Phileas Fogg: Crisis or no, nothing should interfere with tea!
See more »

Crazy Credits

The last line of dialogue is "This is the end". The closing credits then begin with the words WHO WAS SEEN IN WHAT SCENE ... AND WHO DID WHAT. The story is then recapped in 6 minutes of simple, minimally animated cartoon images, allowing the names of the many cast members who each appeared in just one scene to be shown in relation to that scene. Some of the crew credits (WHO DID WHAT) are interspersed with the cast credits. The very last thing shown is the film's title. See more »

Connections

Referenced in Project Runway: Around the World in Two Days (2009) See more »

Soundtracks

Rule Britannia
(1740) (uncredited)
Music by Thomas Augustine Arne
Variations played in the score throughout the movie
See more »

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User Reviews

 
This Picture Makes No Sense On A Small Screen
24 December 2004 | by See all my reviews

Around the World in 80 Days is part comedy and part demonstration of a new wide-screen process. I saw it in its original run at the old Rivoli Theater in New York, where the screen ran from 48th St. to 49th St. People gasped at the size of the screen when the curtains opened, before the film even got underway.

If you watch the new 16x9 DVD on anything less than a 50-inch television, the visual composition and the pacing are absolutely incomprehensible, and you're on your own to seize on the many little things that are there to entertain you. But as a whole, the film loses its reason for being when viewed on a conventional TV.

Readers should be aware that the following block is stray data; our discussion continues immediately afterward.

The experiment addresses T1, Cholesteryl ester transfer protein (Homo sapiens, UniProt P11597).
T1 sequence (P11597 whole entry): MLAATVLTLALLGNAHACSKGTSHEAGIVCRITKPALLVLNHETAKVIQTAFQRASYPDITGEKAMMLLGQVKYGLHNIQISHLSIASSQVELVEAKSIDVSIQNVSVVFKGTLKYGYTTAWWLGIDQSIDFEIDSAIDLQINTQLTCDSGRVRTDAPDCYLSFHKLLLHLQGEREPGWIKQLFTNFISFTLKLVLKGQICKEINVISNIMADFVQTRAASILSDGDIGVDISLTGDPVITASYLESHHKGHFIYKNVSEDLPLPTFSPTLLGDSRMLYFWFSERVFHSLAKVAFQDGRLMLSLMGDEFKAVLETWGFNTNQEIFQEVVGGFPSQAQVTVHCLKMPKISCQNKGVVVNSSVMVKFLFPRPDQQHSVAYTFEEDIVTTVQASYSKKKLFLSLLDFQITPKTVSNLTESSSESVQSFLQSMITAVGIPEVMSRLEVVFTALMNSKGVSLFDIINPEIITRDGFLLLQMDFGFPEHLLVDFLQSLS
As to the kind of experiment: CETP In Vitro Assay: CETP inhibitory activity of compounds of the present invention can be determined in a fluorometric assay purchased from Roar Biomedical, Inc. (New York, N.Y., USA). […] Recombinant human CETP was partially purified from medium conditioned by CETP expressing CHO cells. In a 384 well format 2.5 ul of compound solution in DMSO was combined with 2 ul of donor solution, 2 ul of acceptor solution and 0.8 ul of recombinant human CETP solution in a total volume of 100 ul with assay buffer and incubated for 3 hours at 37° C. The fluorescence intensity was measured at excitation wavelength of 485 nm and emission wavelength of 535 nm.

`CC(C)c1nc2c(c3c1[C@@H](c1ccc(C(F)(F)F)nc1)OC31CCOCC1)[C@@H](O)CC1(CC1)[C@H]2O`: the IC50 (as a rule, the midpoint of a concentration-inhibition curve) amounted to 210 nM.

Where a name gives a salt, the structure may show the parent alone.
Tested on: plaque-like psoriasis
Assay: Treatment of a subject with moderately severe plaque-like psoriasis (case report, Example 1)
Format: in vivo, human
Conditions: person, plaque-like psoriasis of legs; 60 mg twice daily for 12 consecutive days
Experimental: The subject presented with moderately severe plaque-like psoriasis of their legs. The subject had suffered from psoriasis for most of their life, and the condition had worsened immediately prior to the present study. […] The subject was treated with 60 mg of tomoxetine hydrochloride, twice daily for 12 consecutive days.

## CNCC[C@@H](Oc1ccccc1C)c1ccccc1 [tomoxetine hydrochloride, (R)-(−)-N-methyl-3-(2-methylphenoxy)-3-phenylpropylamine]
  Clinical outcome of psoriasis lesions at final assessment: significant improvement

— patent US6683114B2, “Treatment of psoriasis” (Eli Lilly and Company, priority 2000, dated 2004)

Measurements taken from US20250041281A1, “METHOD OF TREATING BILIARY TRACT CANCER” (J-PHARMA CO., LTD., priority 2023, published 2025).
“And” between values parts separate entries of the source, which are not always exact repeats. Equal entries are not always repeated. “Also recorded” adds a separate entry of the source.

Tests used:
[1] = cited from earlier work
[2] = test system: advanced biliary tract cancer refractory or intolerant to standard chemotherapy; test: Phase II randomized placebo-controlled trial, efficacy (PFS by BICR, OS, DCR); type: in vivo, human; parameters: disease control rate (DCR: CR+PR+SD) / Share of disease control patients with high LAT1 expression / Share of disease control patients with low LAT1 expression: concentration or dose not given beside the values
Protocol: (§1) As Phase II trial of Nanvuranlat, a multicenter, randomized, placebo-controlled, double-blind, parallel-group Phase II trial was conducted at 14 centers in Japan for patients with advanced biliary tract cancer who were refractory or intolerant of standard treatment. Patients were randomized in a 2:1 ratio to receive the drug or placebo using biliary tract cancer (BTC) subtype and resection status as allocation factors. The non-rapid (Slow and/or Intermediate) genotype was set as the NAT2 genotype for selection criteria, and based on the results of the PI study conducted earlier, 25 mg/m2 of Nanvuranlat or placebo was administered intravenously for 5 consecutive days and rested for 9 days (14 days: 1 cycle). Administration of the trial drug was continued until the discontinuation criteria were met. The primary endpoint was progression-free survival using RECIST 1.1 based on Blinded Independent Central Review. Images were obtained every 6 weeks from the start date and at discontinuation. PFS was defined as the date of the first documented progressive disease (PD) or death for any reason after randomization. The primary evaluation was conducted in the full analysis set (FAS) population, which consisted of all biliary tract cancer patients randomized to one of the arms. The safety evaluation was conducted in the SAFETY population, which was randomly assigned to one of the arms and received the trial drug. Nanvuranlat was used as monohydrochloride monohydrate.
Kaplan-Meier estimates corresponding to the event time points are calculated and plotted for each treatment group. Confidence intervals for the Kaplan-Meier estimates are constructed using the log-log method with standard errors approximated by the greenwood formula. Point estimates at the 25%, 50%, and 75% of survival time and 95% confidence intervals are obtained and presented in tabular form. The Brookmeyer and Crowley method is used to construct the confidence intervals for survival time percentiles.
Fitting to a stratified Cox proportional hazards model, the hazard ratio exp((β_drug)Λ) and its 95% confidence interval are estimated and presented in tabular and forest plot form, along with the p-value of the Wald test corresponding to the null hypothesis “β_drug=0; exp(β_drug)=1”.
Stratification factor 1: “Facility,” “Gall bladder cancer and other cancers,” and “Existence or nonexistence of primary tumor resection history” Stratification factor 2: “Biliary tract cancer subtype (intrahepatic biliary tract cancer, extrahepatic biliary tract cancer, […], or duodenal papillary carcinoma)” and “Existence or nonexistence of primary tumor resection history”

David Niven is unbeatable as Phileas Fogg, Shirley Maclaine is implausible but slyly humorous as the Princess, Robert Newton appears sober most of the time and hammy all of it as Inspector Fix.

Cantinflas is inexplicable as Passepartout, except perhaps as Mike Todd's attempt to corral the entire Latin American market. The Mexican comedian's English is very shaky; it slows him down, and his clarity comes and goes and makes me wonder if Paul Frees didn't replace a lot of his lines. At any rate, only in the seemingly improvised encounter with Red Skelton at a buffet does Cantinflas do anything remotely humorous, and there he's the straight man.

The cameos are fun, and if you're too young to know who all these geezers are, it's worth it to find out, and use the IMDb to track down the work that made them famous. I remember the shriek the original audience let out when the piano player was revealed to be Frank Sinatra.

Viewing the film now, I was most moved to see Edmund Lowe and Victor McLaglan reunited in the engine room of the Henrietta, thirty years after they riveted the industry in "What Price Glory?" Buster Keaton concentrates really hard in his appearance as the train conductor, to excellent effect. A. E. Matthews gives a terrific acting lesson in saying "no" a half a dozen times in a London sequence.

Among the original bettors, locate Ronald Squire with the drooping mustache, hollow nasal baritone, and a slouching relaxation while performing that was a marvel - Rex Harrison publicly admired Ronald Squire's ease on stage all his life. In fact, Squire is so relaxed he makes someone like Dean Martin seem uptight.

So, this film is an unusual case - requiring patience for lots of little joys on the small screen, but making sense only on a large one.